> It's not, *If* the remote-helper is using "done", and a small one if it's not.
Something like this might have been helpful in the commit message to
make it more clear what the point of the patch is:
If the remote-helper is using the "done" feature in the export stream,
then it will signal to fast-import that it correctly output all of the
data to the stream. We can trust that the exit code of fast-import
will report such a problem to it, and do not have to worry.
But for helpers which do not use the "done" feature and exit early,
fast-import has no idea whether all of the data was written or not.
The helper does not report any status to us, so we are left to guess
at whether it worked successfully. We can make such a guess by seeing
whether the process is still alive.
This does not cover all cases, as it is possible for us to see the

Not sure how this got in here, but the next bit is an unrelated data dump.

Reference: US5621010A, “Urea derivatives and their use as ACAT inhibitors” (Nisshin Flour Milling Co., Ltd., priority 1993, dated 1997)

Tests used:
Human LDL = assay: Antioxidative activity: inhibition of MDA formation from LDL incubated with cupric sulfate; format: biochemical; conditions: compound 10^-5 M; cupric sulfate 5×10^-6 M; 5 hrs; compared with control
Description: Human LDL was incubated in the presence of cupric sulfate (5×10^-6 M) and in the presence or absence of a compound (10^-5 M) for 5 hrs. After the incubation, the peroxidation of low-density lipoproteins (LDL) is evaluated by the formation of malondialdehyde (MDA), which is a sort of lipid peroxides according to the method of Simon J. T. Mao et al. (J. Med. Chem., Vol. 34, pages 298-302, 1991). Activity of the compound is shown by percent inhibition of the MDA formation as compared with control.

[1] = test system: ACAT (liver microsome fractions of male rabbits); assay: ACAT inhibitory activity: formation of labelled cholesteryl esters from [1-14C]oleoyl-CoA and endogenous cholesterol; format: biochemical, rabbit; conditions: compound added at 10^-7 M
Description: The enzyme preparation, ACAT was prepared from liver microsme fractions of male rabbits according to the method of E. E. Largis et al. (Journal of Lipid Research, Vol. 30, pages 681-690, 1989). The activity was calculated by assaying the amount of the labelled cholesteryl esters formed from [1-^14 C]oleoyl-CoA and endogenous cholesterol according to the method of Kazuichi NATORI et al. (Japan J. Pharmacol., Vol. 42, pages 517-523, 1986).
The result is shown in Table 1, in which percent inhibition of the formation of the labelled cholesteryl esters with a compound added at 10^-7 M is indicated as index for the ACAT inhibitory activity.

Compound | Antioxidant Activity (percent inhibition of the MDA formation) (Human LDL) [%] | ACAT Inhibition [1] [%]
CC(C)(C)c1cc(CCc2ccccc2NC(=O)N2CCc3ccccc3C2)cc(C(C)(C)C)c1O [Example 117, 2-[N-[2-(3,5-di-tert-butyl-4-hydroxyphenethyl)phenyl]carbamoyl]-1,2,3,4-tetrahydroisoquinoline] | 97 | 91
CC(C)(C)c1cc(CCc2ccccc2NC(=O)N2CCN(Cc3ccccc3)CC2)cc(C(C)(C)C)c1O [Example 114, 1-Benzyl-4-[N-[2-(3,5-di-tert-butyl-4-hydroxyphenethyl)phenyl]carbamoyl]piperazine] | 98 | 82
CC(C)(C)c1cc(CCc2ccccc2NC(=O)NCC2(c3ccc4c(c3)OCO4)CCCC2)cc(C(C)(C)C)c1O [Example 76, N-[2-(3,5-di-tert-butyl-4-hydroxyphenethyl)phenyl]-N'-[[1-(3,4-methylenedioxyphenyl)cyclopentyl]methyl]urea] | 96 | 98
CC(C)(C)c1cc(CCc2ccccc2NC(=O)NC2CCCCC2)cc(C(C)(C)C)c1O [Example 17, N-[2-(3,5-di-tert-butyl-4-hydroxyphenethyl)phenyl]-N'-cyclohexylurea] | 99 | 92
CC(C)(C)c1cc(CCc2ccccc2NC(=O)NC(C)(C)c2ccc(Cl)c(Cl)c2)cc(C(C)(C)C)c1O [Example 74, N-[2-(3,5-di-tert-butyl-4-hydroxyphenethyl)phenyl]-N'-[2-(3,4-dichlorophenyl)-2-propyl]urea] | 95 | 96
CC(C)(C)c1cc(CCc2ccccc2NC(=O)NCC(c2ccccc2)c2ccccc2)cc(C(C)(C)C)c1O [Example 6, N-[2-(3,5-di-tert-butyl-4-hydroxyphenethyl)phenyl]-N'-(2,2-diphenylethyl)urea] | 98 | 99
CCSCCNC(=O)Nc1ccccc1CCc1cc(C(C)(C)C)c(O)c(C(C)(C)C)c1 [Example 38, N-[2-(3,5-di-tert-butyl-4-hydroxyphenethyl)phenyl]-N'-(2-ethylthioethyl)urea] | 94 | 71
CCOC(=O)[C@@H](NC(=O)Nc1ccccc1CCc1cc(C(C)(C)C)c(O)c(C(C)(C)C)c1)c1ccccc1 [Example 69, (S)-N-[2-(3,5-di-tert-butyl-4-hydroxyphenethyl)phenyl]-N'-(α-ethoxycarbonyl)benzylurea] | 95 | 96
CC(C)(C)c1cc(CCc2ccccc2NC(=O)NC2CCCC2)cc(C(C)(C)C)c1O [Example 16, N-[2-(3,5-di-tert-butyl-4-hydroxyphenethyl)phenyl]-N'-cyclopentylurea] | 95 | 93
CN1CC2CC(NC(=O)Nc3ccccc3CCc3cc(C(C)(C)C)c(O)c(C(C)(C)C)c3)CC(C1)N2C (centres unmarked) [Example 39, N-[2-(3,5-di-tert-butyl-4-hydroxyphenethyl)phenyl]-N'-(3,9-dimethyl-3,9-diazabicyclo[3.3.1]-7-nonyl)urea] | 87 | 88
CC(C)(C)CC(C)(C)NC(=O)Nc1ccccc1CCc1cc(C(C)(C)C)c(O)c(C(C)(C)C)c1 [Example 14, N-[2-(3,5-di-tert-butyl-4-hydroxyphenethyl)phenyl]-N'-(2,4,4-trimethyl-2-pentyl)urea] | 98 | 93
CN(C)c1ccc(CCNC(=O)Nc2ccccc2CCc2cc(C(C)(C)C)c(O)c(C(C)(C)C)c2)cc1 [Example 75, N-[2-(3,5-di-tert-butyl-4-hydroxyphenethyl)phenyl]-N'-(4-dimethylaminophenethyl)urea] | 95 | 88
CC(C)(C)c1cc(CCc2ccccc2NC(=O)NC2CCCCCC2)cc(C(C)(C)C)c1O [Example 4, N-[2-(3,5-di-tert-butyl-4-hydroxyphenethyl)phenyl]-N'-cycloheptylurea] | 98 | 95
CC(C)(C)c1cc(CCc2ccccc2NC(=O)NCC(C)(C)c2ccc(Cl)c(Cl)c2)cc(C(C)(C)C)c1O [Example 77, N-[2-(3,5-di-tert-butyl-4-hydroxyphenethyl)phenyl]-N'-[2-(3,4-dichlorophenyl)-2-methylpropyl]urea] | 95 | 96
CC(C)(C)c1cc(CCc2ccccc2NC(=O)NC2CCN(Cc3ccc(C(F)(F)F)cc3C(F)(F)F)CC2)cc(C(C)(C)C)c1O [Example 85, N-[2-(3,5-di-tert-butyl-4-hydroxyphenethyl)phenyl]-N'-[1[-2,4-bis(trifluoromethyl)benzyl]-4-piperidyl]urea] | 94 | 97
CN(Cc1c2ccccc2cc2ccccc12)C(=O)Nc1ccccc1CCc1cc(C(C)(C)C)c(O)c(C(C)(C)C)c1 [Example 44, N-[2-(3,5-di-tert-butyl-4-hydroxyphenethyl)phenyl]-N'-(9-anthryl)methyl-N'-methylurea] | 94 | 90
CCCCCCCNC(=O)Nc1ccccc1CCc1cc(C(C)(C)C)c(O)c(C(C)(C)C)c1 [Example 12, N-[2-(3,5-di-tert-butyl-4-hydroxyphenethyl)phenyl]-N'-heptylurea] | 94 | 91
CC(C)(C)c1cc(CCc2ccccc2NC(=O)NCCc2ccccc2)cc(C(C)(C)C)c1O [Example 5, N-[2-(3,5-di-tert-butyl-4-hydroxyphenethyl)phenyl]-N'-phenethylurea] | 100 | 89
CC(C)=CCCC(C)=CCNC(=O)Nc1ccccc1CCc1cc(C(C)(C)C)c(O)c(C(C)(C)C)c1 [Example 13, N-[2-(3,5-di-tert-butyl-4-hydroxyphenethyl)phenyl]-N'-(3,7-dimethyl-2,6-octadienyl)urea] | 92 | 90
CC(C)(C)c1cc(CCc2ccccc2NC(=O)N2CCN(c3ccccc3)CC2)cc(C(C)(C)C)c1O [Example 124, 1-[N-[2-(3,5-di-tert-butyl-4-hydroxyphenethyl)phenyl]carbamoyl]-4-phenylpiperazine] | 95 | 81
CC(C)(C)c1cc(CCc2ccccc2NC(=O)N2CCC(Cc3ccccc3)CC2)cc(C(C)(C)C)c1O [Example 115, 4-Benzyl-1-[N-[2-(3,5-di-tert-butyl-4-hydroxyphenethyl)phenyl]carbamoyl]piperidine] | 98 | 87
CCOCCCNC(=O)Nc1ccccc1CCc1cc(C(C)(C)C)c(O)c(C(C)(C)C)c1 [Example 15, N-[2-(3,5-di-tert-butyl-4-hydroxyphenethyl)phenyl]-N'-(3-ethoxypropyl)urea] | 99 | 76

process still present just before it exits. However, it covers the
common case that the helper dies with an error, closing the pipe to
fast-import at the same time. Since we reap fast-import first, by the
time we check whether the helper is still alive, it will have exited,
That may miss some cases, but it is the best we can do for such a
helper, given the current protocol. A remote helper which wants to be
robust should use the "done" feature.
Maybe you thought about all of those issues. Maybe you even communicated
them somewhere on the list. But I did not see them in the commit message
nor in a comment, which is the main item I look at while reviewing. If
you did not realize it until after the discussion, that is fine, too.
That is why we have the discussions. Now we can perhaps improve the
patch (either by explaining there what is happening, or deciding that
this case is not worth caring about).
> > Why is your patch to recvline so much more complicated than my
> > one-liner? Why do you go to lengths to pass out an error code from it
> > just so that we can end up dying anyway?
> Because I think dying inside a generic function is bad design. I think
> the error should be returned, and let the caller decide what to do